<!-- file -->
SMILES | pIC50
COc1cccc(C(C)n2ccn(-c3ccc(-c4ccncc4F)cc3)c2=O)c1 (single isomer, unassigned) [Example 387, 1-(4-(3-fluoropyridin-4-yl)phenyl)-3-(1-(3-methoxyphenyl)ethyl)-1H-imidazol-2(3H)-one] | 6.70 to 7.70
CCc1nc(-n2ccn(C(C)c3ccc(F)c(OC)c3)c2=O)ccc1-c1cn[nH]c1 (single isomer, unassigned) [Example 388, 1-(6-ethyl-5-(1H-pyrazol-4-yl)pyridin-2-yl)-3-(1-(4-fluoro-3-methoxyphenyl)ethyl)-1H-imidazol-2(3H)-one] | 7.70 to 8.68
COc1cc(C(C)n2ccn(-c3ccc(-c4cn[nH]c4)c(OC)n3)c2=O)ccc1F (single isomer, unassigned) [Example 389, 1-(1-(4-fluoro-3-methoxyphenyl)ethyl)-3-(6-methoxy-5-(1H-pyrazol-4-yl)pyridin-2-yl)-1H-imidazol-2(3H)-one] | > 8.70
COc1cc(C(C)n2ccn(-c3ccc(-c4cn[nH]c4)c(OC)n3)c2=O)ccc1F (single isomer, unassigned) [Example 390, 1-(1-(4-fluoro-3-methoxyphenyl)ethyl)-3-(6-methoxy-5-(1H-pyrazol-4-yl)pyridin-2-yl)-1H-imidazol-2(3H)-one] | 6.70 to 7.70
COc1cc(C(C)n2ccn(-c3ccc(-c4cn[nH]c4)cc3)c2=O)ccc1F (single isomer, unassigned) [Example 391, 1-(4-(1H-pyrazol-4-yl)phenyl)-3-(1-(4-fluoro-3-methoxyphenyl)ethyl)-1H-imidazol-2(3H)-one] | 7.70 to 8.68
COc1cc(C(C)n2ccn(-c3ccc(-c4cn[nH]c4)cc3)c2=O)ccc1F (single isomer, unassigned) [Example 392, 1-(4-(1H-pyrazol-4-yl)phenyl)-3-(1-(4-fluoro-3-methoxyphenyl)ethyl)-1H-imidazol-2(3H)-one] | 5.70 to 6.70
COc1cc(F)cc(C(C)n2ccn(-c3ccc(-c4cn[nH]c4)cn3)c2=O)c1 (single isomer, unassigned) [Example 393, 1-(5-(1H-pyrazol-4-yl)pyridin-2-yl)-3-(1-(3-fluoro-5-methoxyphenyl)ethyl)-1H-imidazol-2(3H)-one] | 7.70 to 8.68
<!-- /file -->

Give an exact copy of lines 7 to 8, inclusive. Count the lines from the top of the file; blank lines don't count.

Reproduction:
COc1cc(C(C)n2ccn(-c3ccc(-c4cn[nH]c4)cc3)c2=O)ccc1F (single isomer, unassigned) [Example 392, 1-(4-(1H-pyrazol-4-yl)phenyl)-3-(1-(4-fluoro-3-methoxyphenyl)ethyl)-1H-imidazol-2(3H)-one] | 5.70 to 6.70
COc1cc(F)cc(C(C)n2ccn(-c3ccc(-c4cn[nH]c4)cn3)c2=O)c1 (single isomer, unassigned) [Example 393, 1-(5-(1H-pyrazol-4-yl)pyridin-2-yl)-3-(1-(3-fluoro-5-methoxyphenyl)ethyl)-1H-imidazol-2(3H)-one] | 7.70 to 8.68